The program uses inmate-powered cycles to generate electricity for televisions.

Reports say Arpaio's recent visit to Tent City inspired the idea, when he saw that many of the inmates were overweight.

(Full story)

"Death panels" will save money

The Medicare Advisory Board will essentially have the power to decide which treatments will be covered under "Obamacare." The less-than-surprising admission is made by Keynesian economist Paul Krugman:
In other words, this "death panel" will get to decide who lives and who dies. Welcome to rationed health care.

Sunday, April 4, 2010

Obama's 17-minute response to woman's claim of being "over-taxed"

(44) - Obama started out feisty. "Well, let's talk about that, because this is an area where there's been just a whole lot of misinformation, and I'm going to have to work hard over the next several months to clean up a lot of the misapprehensions that people have," the president said.

He then spent the next 17 minutes and 12 seconds lulling the crowd into a daze. His discursive answer - more than 2,500 words long -- wandered from topic to topic, including commentary on the deficit, pay-as-you-go rules passed by Congress, Congressional Budget Office reports on Medicare waste, COBRA coverage, the Recovery Act and Federal Medical Assistance Percentages (he referred to this last item by its inside-the-Beltway name, "F-Map"). He talked about the notion of eliminating foreign aid (not worth it, he said). He invoked Warren Buffett, earmarks and the payroll tax that funds Medicare (referring to it, in fluent Washington lingo, as "FICA").

(Full story)

U.S. Special Forces "tried to cover-up" botched Khataba raid in Afghanistan

KABUL (The Times) - U.S. special forces soldiers dug bullets out of their victims' bodies in the bloody aftermath of a botched night raid, then washed the wounds with alcohol before lying to their superiors about what happened, Afghan investigators have told The Times.

Two pregnant women, a teenage girl, a police officer and his brother were shot on February 12 when US and Afghan special forces stormed their home in Khataba village, outside Gardez in eastern Afghanistan. The precise composition of the force has never been made public.

(Full story)

Air Force to launch robotic winged space plane

LOS ANGELES (AP) - After a decade of development, the Air Force this month plans to launch a robotic spacecraft resembling a small space shuttle to conduct technology tests in orbit and then glide home to a California runway.

The ultimate purpose of the X-37B Orbital Test Vehicle and details about the craft, which has been passed between several government agencies, however, remain a mystery as it is prepared for launch April 19 from Cape Canaveral, Fla.

(Full story)

Friday, April 2, 2010

Guard recruiter faces child exploitation charges

Casper Star Tribune - Martin Frank of Casper, Wyoming, faces up to 24 years in prison after being charged Wednesday with two counts of sexual exploitation of a child.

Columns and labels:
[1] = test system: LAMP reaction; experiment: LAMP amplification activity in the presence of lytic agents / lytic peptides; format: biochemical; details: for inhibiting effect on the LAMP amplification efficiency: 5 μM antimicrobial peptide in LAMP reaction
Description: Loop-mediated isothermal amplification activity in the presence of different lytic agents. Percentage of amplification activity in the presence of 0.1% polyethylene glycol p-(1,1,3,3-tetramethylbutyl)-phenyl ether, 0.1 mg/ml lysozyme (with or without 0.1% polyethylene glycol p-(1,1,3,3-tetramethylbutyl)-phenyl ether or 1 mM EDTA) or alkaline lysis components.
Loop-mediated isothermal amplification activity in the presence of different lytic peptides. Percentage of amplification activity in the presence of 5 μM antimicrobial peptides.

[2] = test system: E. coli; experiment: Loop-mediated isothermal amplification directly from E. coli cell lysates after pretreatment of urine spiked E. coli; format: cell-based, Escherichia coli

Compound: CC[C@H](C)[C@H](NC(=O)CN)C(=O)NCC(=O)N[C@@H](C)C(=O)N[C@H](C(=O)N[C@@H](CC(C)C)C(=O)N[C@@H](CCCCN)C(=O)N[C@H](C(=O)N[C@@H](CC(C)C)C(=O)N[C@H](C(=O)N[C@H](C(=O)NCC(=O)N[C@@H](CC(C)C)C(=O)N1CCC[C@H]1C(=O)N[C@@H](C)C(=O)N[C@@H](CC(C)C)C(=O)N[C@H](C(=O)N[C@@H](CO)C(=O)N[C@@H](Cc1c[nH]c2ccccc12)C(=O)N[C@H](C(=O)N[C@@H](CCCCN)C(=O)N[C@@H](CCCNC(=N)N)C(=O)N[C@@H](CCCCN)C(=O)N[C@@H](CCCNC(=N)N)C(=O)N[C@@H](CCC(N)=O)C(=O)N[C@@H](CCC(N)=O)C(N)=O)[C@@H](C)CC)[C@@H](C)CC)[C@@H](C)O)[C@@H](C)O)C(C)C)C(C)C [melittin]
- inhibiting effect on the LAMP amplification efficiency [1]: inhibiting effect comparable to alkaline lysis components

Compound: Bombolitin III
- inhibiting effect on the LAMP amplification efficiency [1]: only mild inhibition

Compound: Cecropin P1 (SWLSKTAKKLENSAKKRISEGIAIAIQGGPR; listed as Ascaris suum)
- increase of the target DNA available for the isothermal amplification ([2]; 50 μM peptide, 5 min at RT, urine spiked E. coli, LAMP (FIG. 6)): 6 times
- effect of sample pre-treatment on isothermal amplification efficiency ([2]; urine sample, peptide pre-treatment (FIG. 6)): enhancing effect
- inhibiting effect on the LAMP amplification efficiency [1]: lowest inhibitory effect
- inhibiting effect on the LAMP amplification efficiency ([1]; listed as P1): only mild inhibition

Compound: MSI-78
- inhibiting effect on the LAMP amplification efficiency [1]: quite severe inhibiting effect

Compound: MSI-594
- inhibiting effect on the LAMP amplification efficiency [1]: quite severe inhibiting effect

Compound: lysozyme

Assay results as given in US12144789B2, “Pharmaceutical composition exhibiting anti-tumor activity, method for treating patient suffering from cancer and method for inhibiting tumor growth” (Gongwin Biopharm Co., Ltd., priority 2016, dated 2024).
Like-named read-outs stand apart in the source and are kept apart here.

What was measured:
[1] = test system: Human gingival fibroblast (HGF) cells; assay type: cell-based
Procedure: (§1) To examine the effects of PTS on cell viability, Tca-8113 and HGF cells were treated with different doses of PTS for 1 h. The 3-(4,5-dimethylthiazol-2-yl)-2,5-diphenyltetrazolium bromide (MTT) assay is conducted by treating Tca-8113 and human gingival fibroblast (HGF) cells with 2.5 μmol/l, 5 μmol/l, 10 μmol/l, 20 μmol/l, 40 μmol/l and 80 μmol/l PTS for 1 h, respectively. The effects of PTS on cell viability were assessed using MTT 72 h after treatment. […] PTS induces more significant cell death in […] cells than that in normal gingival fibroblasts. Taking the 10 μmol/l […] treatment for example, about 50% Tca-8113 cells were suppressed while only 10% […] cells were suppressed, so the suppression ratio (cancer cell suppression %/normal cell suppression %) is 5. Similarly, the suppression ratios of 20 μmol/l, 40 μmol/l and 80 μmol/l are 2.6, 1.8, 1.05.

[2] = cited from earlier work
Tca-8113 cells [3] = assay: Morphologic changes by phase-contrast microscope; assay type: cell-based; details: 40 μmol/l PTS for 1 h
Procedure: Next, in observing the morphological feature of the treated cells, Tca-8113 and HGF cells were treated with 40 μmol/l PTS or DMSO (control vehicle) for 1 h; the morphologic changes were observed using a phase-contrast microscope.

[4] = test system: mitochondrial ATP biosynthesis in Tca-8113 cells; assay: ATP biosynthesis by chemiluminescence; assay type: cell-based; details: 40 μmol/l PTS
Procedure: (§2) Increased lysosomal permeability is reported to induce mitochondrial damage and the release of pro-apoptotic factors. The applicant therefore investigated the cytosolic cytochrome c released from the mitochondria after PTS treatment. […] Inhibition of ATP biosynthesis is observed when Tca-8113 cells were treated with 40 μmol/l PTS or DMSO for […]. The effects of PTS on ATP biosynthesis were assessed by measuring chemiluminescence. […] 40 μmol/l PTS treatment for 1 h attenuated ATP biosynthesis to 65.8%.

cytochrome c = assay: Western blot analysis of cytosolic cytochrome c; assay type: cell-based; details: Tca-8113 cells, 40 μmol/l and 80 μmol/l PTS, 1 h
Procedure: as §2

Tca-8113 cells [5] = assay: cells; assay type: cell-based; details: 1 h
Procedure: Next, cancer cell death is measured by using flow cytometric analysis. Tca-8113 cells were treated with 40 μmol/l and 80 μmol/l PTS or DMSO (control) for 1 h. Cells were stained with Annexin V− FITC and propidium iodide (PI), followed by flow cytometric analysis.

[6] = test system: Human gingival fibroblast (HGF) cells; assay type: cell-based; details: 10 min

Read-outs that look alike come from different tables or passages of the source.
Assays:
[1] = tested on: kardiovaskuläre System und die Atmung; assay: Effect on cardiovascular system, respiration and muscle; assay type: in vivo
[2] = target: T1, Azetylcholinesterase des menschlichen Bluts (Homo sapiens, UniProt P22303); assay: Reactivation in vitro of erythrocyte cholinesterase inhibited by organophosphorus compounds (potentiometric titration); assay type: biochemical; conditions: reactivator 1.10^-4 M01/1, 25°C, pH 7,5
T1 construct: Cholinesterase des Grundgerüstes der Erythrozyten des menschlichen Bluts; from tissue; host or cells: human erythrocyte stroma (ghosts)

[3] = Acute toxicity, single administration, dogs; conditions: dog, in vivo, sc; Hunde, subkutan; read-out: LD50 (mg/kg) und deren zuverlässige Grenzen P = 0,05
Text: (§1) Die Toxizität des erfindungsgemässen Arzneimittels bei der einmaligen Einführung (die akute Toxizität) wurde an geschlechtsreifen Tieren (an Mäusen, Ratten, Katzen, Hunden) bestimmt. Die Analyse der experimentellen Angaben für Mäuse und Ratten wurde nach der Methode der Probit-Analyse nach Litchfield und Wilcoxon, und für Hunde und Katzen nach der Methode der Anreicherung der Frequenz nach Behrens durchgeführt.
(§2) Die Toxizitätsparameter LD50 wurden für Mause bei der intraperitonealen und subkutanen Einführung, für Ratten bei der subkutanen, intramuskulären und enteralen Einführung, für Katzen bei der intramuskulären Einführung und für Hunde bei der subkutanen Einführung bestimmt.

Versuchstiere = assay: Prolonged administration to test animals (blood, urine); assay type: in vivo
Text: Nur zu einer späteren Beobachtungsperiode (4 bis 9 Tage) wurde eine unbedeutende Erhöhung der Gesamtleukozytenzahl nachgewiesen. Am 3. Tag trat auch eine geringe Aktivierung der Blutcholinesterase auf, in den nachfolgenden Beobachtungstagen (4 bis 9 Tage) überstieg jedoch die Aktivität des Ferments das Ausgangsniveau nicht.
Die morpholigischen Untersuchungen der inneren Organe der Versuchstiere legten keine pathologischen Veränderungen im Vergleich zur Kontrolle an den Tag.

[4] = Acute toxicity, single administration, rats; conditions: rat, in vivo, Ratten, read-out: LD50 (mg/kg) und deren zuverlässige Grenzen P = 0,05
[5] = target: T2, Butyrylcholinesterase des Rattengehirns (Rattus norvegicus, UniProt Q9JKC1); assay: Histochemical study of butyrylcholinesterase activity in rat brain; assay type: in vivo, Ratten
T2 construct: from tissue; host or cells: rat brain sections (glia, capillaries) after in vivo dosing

Frank is a recruiter in the Casper area with the Wyoming National Guard, according to Deidre Forster, public affairs officer with the National Guard in Cheyenne.

(Full story)

FBI: "Extremist" group sent letter demanding resignation of Nevada governor

(Las Vegas Sun) - The FBI confirmed today that it sent an advisory to Nevada and other states notifying authorities of an extremist group's demand to remove governors from office, but said federal officials did not believe the group was an "immediate or credible" threat of violence.

Stricter security measures were put in place in the Nevada Capitol this week after police received a letter addressed to Gov. Jim Gibbons, telling him to resign his office. It made a reference to "commandeering" the office if Gibbons declined.

(Full story)

Thursday, April 1, 2010

Officers accused of using Taser on 10-year-old

MARTINSVILLE, Ind. (RTV6) - Two Martinsville police officers have been suspended after they were accused of using a Taser to subdue a 10-year-old.

A news release from the mayor's office and the Martinsville Police Department said the officers responded Tuesday evening to Tender Teddies Day Care on reports of a 10-year-old who was out of control.

(Full story)

Post-Palin Alaska has largest debt burden in U.S.

(Raw Story) - Sarah Palin has long sold herself as a fiscal conservative, arguing against the Democrats' health overhaul on the grounds that the nation simply can't afford it.

But when the former vice presidential candidate resigned as governor of Alaska in the summer of 2009, she left the state with a 70 percent debt-to-GDP ratio -- the highest state debt burden in the United States.

(Full story)

Wanted: Your help choosing health care refrom t-shirt slogan

The current regime in Washington would like your help in choosing a catchy t-shirt slogan to help commemorate health care "reform" and convince the masses that what was crammed down their throats is actually good for them. The choices range from the classic, like the already hackneyed "Change" mantra, to the contemporary, such as "Health reform is a BFD." Oh, yeah, they really take this stuff seriously.

Vote for your favorite here.